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Genetic Engineering Panel to enforce Bt brinjal ban

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Seed stocks to be registered, testing labs to be set up.

Companies with any seeds of Bt brinjal, the genetically modified version of the vegetable, will have to register the details with the government, to ensure none of it is sowed or otherwise gets into the market.

At its first meeting today after the decision by Union Environment Minister to put on hold its earlier okay to commercial cultivation of Bt brinjal, the apex Genetic Engineering Appraisal Committee (GEAC) decided the National Bureau of Plant Genetic Resources (NBPGR) should be asked to store all the seeds.

Experts had voiced concern that in the absence of a liability law, Bt brinjal seeds may find their way into different states for cultivation. Today’s decision would enable GEAC, sources said, to take legal action against companies holding the seeds if any find their way into the market. The meeting today initiated the steps for the mechanism proposed by Ramesh to be set up during the moratorium period. An independent testing laboratory for genetically modified foods, as suggested by Ramesh, will be set up.

A group comprising several senior scientists will discuss the tests that need to be done. Among the names mentioned as likely to be in the group are M S Swaminathan, Pushpa Bhargava, G Padmanabhan, M Viyayan, Keshav Kranthi and Madhav Gadgil.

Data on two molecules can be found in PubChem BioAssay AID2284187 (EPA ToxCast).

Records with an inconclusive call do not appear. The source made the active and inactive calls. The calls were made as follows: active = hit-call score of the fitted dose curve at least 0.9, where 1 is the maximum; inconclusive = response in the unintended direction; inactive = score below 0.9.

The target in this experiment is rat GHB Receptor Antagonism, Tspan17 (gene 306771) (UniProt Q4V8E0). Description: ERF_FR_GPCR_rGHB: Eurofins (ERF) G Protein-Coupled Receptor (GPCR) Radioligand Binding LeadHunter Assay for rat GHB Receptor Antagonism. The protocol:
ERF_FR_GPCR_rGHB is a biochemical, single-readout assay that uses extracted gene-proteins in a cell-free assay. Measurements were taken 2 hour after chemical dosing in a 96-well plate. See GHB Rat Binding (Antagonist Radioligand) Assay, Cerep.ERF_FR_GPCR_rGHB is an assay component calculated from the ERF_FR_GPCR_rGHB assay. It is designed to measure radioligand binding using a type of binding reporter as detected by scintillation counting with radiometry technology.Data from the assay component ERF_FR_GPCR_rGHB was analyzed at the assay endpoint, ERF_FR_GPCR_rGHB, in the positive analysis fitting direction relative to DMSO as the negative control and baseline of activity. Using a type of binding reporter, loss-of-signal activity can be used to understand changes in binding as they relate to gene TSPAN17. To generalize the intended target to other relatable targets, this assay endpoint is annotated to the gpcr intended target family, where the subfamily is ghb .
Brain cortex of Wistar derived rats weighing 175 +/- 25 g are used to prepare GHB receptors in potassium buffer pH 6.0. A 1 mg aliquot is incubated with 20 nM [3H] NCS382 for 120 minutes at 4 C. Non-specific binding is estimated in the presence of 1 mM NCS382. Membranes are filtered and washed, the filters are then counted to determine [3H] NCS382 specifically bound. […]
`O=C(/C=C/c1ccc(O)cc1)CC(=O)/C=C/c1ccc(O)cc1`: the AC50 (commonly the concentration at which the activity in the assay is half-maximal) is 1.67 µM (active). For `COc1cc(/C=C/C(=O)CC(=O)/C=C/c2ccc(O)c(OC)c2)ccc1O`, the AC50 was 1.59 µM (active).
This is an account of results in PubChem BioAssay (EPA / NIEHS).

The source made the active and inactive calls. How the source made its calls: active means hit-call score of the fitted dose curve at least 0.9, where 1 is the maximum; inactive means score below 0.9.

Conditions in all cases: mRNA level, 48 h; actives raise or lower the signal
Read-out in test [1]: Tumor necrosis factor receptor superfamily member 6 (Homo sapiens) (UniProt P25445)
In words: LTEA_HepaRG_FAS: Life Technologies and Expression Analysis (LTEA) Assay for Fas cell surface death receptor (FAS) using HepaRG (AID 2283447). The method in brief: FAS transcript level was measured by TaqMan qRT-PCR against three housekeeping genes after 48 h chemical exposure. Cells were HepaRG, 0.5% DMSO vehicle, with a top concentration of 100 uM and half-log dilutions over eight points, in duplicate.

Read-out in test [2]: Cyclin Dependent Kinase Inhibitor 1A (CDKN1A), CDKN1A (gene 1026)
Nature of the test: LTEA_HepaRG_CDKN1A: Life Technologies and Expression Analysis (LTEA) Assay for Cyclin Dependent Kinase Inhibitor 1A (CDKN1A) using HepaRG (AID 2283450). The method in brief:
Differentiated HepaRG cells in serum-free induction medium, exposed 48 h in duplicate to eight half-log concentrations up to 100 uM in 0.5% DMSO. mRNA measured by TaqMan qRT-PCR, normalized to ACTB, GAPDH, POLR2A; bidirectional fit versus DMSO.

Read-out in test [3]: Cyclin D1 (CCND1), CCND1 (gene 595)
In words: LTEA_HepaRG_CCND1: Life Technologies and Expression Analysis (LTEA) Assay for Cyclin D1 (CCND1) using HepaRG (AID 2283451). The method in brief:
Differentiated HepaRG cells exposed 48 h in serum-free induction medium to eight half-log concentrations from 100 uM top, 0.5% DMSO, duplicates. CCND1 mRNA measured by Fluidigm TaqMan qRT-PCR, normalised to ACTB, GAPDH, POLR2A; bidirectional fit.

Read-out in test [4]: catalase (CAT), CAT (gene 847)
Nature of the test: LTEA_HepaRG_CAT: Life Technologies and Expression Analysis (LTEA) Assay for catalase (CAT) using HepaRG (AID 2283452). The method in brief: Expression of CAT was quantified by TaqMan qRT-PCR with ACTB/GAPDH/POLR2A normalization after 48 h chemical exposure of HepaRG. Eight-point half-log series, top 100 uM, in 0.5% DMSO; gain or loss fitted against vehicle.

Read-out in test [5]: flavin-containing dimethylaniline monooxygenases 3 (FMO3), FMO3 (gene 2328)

The next meeting of has been slated towards the end of April. By then, its members would have got a proposal for setting up independent testing laboratories, as well as annexures and details of the report prepared following the public consultations on Bt brinjal, sources said. GEAC would also work out how to integrate the opinions of lay and expert groups into future discussions.

Last week, Ramesh had put on hold the decision to commercialise Bt brinjal, saying long-term safety studies were needed before permission could be given to a genetically modified vegetable. Indicating that this moratorium could be for many years, Ramesh had stated there was “no hurry” and there were ”no food security issues” around brinjal. Senior scientist Pushpa Bhargava had told Business Standard that just setting up an independent testing laboratory would take a minimum of five years.

Many scientists and activists had voiced concerns over the hurried introduction of genetically modified brinjal. They had raised long-term safety concerns, beside apprehension that India could lose the 2,500 varieties of brinjal it currently has. Besides the argument the this technology was not the answer to pest management, as pests develop resistance over time to a toxin introduced through technology.

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